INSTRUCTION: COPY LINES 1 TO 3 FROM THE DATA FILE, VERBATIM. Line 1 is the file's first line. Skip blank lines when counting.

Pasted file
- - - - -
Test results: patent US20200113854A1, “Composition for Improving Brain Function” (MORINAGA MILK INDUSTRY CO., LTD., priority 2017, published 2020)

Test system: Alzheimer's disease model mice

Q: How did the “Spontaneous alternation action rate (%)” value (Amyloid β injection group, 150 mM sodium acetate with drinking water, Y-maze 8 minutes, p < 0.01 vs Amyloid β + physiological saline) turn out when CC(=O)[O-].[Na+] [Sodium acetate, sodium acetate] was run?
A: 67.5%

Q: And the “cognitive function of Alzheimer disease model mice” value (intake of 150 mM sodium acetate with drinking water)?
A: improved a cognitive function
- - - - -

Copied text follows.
Test results: patent US20200113854A1, “Composition for Improving Brain Function” (MORINAGA MILK INDUSTRY CO., LTD., priority 2017, published 2020)

Test system: Alzheimer's disease model mice

Q: How did the “Spontaneous alternation action rate (%)” value (Amyloid β injection group, 150 mM sodium acetate with drinking water, Y-maze 8 minutes, p < 0.01 vs Amyloid β + physiological saline) turn out when CC(=O)[O-].[Na+] [Sodium acetate, sodium acetate] was run?